February is normally the lowest revenue-producing month of the year since it has only 28 days. Additionally, lower refunds went out in January due to the federal government holding up its electronic refunds. So February was not expected to be a barnburner.
With that background, a 4 percent increase for the month has to be encouraging. Total revenue for the month was $796.1 million.
Individual income taxes, as expected, were down some 12 percent or ($28.1 million), reflecting the expected increase in refunds (although the $2 million increase seems low). Gross sales taxes were a little better at a 3 percent increase. Net sales taxes to the state showed an 8.3 percent increase.
Motor fuel taxes were down 2.4 percent for the month. Corporate taxes continue to do very well showing an increase of some $30.9 million, and bringing in almost as much as sales taxes for the month. Tobacco and alcoholic beverages were both up at 22.3 percent and 13.8 percent, respectively.
Year-to-date, state revenues are up 5.6 percent, so the state is meeting budget projections. Individual income taxes show a 6.4 percent increase and sales taxes a 3 percent net increase. Motor fuel taxes are down 2.2 percent. Corporate tax collections have been strong, showing an increase of $128.08 million, or 66.6 percent. This is actually more than the increase in sales taxes for the year so far.
Collections through February total $11.1 billion, with an increase of $594.6 million. So far, so good.
Amended FY 2013 budget passes
The Senate and the House passed the conference committee agreement on the state budget for the rest of this fiscal year. Revenues that slipped from 5 percent to 4 percent during the year required a reshuffling of the revenue estimate and thus the budget.
The $19.3 billion budget fills a hole in Medicaid and sends funds to hospitals for charity care. This budget includes the midyear education adjustment, which funds growth of 1.34 percent or 17,000 students in K-12 schools.
The budget continues an aggressive residency program that will help increase the number of doctors settling in Georgia. Most of the other activity in the budget centered around restoring cuts. A cut to school nutrition programs of $1.6 million was fully restored by the conference committee.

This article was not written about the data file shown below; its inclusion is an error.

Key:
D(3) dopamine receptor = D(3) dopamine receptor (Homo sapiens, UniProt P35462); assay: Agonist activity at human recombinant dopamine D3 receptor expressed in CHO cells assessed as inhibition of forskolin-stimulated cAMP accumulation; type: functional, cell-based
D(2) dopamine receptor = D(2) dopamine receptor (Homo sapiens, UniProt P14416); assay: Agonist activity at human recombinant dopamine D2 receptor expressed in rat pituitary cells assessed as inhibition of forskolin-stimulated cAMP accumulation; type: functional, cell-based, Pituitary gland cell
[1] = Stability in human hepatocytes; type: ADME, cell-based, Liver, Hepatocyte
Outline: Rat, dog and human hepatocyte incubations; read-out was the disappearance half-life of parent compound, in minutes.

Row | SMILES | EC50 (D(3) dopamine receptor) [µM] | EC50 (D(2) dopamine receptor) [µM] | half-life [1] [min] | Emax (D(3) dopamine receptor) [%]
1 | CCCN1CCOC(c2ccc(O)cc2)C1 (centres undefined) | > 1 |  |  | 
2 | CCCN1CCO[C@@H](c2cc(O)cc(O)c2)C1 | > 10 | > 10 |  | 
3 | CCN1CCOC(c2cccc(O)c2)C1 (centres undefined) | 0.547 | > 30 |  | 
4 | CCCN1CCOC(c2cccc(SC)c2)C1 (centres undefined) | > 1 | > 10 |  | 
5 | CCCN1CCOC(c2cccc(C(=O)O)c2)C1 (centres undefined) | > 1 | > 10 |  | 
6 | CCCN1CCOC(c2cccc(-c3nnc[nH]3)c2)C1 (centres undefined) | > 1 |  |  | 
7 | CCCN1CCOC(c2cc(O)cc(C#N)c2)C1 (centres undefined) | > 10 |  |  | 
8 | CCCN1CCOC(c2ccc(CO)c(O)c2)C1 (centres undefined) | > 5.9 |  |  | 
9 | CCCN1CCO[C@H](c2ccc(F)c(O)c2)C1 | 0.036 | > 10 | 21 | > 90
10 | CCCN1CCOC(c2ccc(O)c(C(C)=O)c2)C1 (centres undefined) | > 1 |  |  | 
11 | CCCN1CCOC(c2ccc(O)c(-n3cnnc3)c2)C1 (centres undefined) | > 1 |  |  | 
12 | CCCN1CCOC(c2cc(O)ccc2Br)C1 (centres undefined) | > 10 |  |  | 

House and Senate agree on new car title tax
Last week, conferees from the House and Senate met to hash out their differences over HB 266, the supplement to last year’s car title change. The compromise gives the Department of Revenue the ability to set the tax for “buy here pay here” dealers, but does not require it under law. HB 266 fixes a problem inhibiting the leasing of automobiles.
General Assembly reaches crossover day; Senate creates Invest Georgia fund
The Senate passed SB 224, which creates the Invest Georgia fund. Backed by the lieutenant governor, SB 224 creates the Invest Georgia board, which with the help of a third party would provide venture capital to young Georgia start-up businesses. The purpose of the fund is to keep start-up Georgia companies from leaving the state for areas where venture capital is more readily available. The funds will focus on companies in innovative or entrepreneurial fields to help continue the growth of technology companies in Georgia. The state will receive 100 percent of its principal investment back and 80 percent of any profit made when a company is sold or goes public.
Senate passes common-sense gun legislation
The Senate passed SB 101, by a vote of 41-10, which would clear up various second amendment issues in the state code. It would allow those from other states who have carry permits to have those permits honored in the state of Georgia. The bill also bars public housing authorities from prohibiting the lawful possession of firearms as a condition of residency.
The bill allows those who are between the ages of 18 and 21 who have military training to obtain a carry permit as long as they were not dishonorably discharged, as well as barring the state from maintaining a database of information regarding persons issued weapon carry permits. Judges are authorized to rule on the validity of a permit, but may provide no other information.
Bills passed in the Senate
SB 181 - Changes Georgia History Month from February to September, so that it will no longer overlap with American History Month.
SR 378 - Allows for the citizens to vote for a constitutional amendment to legalize the sale of fireworks in Georgia. A 10 percent excise tax on fireworks would fund trauma care and firefighter services.
SB 163 - Requires the Department of Community Health to study options for Medicaid reform in Georgia and identify possible savings for the state.
SR 371 - Calls for a constitutional convention to write an amendment to the U.S. Constitution that would require the federal government to balance the federal budget. SB 206 accompanied the resolution to require that the representatives of Georgia only consider a vote on an amendment to balance the budget.
SB 231 - Extends the 5 percent fine added on traffic violations to help fund the Driver’s Education Commission to June 2018. The measure was set to expire this year.
SB 236 - Requires that insurance companies indicate the percentage of any premium increase caused by the Affordable Care Act to their customers.
SB 85 - Allows nurses and pharmacists to administer vaccines other than the influenza vaccine.
SB 243 - Tightens laws regarding the scholarships for private schools, as well as converting it to a more needs-based system.
If you would like additional information regarding a specific piece of legislation, you may access the Georgia General Assembly Web site at http://www.legis.ga.gov.
I may be reached at
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E-mail at Jack.Hill@senate.ga.gov
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